"We continued our March from Fort Cumberland to Frazier's (which is within 7 Miles of of Duquiハe) with't meet'g with any extraordinary event, hav'g only a stragler or two picked up by the French Indians. When we came to this place, we were attack'd (very unexpectedly I muフ own) by abt. 300 French and Ind'ns; Our numbers conナフed of abt. 1300 well arm'd Men, chiefly Regular's, who were immediately フruck with ブch a deadly Panick, that nothing but confuナon and diバbedience of order's prevail'd amongフ them: The Officer's in gen'l behav'd with incomparable bravery, for which they greatly ブffer'd, there being near 60 kill'd and wound'd. A large proportion, out of the number we had! The Virginian Companies behav'd like Men and died like Soldiers; for I believe out of the 3 Companys that were there that day, ツarce 30 were left alive: Captn. Peyrouny and all his Officer's, down to a Corporal, were kill'd: Captn. Polバn ドar'd almoフ as hard a Fate, for only one of his Eツap'd: In ドort the daフardly behavior of the Engliド Soldier's expo'd all thoテ who were inclin'd to do their duty to almoフ certain Death; and at length, in deパight of every effort to the contrary, broke and run as Sheep before the Hounds, leav'g the Artillery, Ammunition, Proviナons, and, every individual thing we had with us a prey to the Enemy; and when we endeavour'd to rally them in hopes of regaining our invaluable loピ, it was with as much ブcceピ as if we had attempted to have フop'd the wild Bears of the Mountains. The Genl. Was wounded behind in the ドoulder, and into the Breaフ, of w'ch he died three days after; his two Aids de Camp were both wounded, but are in a fair way of Recovery; Colo. Burton and Sir Jno. St. Clair are alバ wounded, and I hope will get over it; Sir Peter Halket, with many other brave Officers were kill'd in the Field. I luckily eツap'd with't a wound tho' I had four Bullets through my Coat and two Horテs ドot under me. It is ブppoテ that we left 300 or more dead in the Field; about that number we brought of wounded; and it is imagin'd (I believe with great juフice too) that two thirds of both [ ? ] received their ドott from our own cowardly Engliド Soldier's who gather'd themテlves into a body contrary to orders 10 or 12 deep, wou'd then level, Fire and ドoot down the Men before them."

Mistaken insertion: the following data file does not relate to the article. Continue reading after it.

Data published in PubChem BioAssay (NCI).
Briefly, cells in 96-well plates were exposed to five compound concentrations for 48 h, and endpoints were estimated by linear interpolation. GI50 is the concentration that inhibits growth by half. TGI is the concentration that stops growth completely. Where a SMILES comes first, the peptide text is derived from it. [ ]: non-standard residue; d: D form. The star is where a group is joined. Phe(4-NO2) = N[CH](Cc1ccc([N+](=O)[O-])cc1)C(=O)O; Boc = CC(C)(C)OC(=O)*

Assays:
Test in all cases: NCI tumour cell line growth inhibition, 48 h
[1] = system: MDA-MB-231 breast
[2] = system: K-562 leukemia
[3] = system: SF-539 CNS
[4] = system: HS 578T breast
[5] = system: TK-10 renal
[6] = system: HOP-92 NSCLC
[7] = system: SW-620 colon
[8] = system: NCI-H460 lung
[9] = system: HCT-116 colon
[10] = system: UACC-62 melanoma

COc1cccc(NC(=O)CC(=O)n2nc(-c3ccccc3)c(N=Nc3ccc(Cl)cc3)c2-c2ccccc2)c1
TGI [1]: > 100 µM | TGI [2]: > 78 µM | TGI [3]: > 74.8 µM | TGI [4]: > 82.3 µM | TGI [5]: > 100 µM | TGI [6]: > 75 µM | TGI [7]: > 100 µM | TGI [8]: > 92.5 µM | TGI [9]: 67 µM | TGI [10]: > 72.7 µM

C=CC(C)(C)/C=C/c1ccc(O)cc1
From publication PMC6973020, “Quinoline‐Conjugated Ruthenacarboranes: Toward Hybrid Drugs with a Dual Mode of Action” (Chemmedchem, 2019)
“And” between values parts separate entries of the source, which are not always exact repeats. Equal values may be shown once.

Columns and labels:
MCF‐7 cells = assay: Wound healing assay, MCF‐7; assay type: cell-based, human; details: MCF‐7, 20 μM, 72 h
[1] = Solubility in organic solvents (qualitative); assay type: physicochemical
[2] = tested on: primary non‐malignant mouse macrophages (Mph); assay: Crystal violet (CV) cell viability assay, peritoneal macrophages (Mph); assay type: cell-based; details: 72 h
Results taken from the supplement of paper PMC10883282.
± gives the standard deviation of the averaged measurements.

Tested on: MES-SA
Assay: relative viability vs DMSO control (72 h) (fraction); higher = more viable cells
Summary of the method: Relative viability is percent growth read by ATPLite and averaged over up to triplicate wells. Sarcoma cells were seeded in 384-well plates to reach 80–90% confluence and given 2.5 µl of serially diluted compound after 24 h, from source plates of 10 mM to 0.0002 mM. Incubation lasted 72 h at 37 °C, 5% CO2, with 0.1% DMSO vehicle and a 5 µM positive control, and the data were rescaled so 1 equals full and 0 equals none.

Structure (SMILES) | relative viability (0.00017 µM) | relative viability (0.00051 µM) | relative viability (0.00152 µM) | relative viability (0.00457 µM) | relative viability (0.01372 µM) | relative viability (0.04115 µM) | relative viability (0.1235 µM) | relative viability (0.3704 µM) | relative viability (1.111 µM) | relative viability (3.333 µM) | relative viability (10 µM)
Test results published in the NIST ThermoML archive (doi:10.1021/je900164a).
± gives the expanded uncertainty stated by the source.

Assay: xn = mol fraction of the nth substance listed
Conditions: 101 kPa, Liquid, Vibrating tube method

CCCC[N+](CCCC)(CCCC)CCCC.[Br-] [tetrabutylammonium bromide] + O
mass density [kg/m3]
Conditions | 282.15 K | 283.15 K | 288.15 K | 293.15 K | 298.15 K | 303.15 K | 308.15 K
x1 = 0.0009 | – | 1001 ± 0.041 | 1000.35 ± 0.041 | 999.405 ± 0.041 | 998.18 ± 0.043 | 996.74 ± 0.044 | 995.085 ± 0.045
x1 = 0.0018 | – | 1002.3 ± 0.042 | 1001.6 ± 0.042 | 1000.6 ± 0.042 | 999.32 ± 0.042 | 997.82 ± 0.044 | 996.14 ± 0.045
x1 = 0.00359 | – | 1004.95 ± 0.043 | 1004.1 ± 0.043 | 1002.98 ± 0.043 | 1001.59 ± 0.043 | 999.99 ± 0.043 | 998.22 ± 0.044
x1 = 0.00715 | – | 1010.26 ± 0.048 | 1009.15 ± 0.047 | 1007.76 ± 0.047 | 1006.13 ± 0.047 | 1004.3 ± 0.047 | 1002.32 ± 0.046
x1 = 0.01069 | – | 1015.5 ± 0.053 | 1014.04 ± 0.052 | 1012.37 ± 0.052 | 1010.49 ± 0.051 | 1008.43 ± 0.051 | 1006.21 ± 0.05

In a letter dated 18 July 1755 to his brother, John Augustine Washington, George Washington assured him that the reports of his death 'were greatly exaggerated':